Although there’s something to this, I don’t believe searing is bamboozling or brainwashing our minds and tastebuds. The same phenomenon happens in other forms of cooking, brewing, and baking, but all are delicious even when you can’t see them.

Quick question: Have you ever had a piece of a rich chocolate cake or sip of a cold beer that tasted worse in the dark? Point proved.

How to Sear Your Meat

You can sear meat on a grill, a pan or an oven — but you can’t brown in a microwave. Microwaves vibrate water molecules present in the food, to create heat from within — which is why microwaves are mostly used to reheat leftovers. But, because everything happens from within, it will prevent the exterior from browning.

No matter where or how you sear your meat, there are some essential tips to keep in mind to help you get the best results.

  • Remove any excess moisture — use a paper towel to pat the meat. Removing excess moisture will help the surface brown instead of steam.
  • Salt in advance — salt your meat an hour or more before searing. Salt extract moisture, so if you do it a short time before searing, the meat won’t have time to re-absorb it. If you forgot to salt in advance, add it right before searing the meat.
  • Hold the pepper — until after browning the meat. Black pepper will burn at the high temperatures; it will also carbonize, giving it a bitter taste.
  • Consider the grease — avoid olive oil, butter, and other oils that burn and smoke at high temperature.
  • Use tongs — avoid forks or other sharp utensils when flipping or handling the meat to not pierce it.
  • Flatten irregular meat — irregular-shaped meat will be trickier to sear and cook. Use an iron to flatten it before cooking.
  • Use heavy pans — if you’re pan-searing, grab a thick, heavy pan, ideally cast-iron.

How to Sear on a Grill

A steak being seared on a fiery hot grill

Grilling is my favorite way of cooking (hence the reason for this grilling site). Nothing beats the taste and smell of grilled food, especially meat fresh from the ‘cue!

So, if you want to master how to sear meat on a grill, listen up:

  1. The optimal temperature for searing is at a minimum of 500 degrees Fahrenheit. To achieve this, you should preheat the grill for at least 20 to 30 minutes before cooking. Not only will the grates be ready, but the temperature will also burn off any residue from the previous grilling session.
  2. Remove the meat from the refrigerator before cooking to give it time to reach room temperature. This will essentially speed up cooking time and reduce contraction as the meat hits the hot grates. Keep in mind that meat is fibrous, so it expands and contracts depending on the temperature.
  3. Once the meat is on the grill, leave it with the lid open for about 2 to 3 minutes. The time varies depending on the meat’s thickness.
  4. When flipping the meat, move it to an unused side of the grates — this ensures the temperature is still high. Repeat the last step and give the meat 2 to 3 minutes with an open lid.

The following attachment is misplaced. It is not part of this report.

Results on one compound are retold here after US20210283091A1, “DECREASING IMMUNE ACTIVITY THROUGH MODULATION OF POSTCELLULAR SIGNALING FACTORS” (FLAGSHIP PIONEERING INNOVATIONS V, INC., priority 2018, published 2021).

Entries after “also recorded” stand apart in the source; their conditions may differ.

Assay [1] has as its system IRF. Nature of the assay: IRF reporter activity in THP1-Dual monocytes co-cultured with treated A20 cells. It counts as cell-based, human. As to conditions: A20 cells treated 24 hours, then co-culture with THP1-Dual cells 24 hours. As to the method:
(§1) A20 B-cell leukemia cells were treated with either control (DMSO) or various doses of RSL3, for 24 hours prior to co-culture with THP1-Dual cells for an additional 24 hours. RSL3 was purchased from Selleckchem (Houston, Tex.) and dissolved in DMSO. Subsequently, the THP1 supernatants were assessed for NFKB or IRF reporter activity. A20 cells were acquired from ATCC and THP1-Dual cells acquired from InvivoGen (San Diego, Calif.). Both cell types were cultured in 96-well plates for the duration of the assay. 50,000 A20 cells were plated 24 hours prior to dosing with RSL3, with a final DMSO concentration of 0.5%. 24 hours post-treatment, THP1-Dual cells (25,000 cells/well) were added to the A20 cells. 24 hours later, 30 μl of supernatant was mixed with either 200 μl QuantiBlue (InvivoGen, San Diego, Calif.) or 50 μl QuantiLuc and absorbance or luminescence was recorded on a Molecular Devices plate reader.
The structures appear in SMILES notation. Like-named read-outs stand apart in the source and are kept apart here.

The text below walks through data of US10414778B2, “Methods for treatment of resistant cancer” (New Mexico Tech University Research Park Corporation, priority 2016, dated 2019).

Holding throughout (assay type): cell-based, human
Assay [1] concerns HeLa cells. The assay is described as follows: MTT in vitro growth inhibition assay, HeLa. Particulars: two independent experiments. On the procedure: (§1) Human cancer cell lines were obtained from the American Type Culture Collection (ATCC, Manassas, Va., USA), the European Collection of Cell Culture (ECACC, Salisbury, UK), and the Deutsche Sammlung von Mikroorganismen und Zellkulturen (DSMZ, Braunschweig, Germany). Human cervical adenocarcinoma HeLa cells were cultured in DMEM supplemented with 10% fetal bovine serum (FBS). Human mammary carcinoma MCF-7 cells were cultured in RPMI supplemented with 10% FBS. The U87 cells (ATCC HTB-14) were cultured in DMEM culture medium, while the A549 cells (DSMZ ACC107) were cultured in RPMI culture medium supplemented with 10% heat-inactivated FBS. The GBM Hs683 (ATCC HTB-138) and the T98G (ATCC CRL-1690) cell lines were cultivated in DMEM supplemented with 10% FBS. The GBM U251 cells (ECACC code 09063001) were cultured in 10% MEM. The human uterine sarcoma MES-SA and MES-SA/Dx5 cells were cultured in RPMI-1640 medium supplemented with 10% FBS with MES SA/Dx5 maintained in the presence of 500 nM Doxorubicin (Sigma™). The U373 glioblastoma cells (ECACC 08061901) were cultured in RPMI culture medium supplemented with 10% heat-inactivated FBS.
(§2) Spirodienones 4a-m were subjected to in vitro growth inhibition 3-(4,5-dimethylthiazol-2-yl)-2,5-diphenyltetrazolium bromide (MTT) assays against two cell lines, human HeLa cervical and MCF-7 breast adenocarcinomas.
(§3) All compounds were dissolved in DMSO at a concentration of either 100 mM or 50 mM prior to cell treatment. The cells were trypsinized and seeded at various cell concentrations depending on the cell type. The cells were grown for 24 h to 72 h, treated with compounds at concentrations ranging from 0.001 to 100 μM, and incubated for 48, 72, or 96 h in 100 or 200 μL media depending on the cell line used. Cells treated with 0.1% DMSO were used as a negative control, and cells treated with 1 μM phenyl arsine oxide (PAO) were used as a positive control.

5. Use your instant-read thermometer to check when the meat is done. When the internal temperature is safe and to your preferred doneness, remove it from the grill and let it rest briefly prior to serving.
  6. If you’re cooking thicker cuts of meat, you will have to cook it additionally after searing. Do this by moving the meat to an indirect cooking zone. That means away from the heat source. Let the meat finish over indirect heat until it reaches a safe temperature.

Pan Searing

A steak being seared in a hot pan, being held on end by tongs

When we aren’t grilling outdoors, we’re using the pans in the kitchen. Either way, you can achieve a nice sear using a heavy-duty pan, here’s how:

  1. Start by preheating your pan to medium-high heat. You can test the pan by adding a few drops of water — if it’s hot enough, the droplets should dance on the pan.
  2. Add a small amount of canola, peanut or another heat-resistant oil. You can even use shortening or fat.
  3. Place the meat into the pan carefully — the oil hot and might splatter.
  4. If possible, keep the meat on one side of the pan; this will leave a “hotspot” for the other side once you flip it the meat.
  5. When the meat is on the pan, don’t touch it. There’s no need to move it around or lift it to see how it’s doing. However, you can swirl the oil slightly to ensure it coats the meat’s entire bottom side.
  6. Give it a couple of minutes, then use tongs to lift it slightly to check on the progress. It should be browning nicely and perhaps even have a crust if you added seasoning or marinade. It shouldn’t be black.
  7. When one side is beautifully seared, flip it carefully using tongs. If you’re handling a large roast or another cut of meat, you might need to prop it up or hold it using the tongs to sear all sides and ends. Once you’ve browned one side, carefully turn it over and do the other side.
  8. Once the searing is done, cook the meat over a lower heat to finish it off. You might have to finish it off in the oven or another pan.

Oven Searing

Searing in the oven is possible, but it isn’t as quick as a pan or grill.

I always recommend to use a skillet or pan for searing if the grill isn’t an option, but I guess if you don’t have a good pan for high-heat, the oven is your best bet.

There are various ways to brown different types of meat using an oven. For example, a roast should be seared at about 100 to 125 degrees Fahrenheit above the roasting temperature, usually at 350 degrees Fahrenheit. This means you have to preheat your oven to a temperature between 450 and 500 degrees Fahrenheit, depending on the roast.


Searing might not be a way to “lock in the flavor or juices,” but it’s certainly a way to enhance the flavor and texture of the meat — unless you’re one of those who believe the tasty browning deceives our tastebuds.

Being able to sear your meat to perfection is a skill many cooks strive for, but it does take practice. You’ll know how long to sear different cuts and strike the best balance between an alright-sear and a great sear with experience.

So, what are you waiting for? Get out there and sear your next meal using a pan, grill, or oven!

Tell us about your experience in the section below — do you believe that searing is merely a way to trick our minds into thinking the meat is cooked and delicious? Let us know!

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Hi! My name is David and I'm the founder and primary writer for this site. I have been an avid grilling and barbecue enthusiast for over 9 years now and I started this website to share my knowledge and experience with those looking to get into this fun and tasty hobby.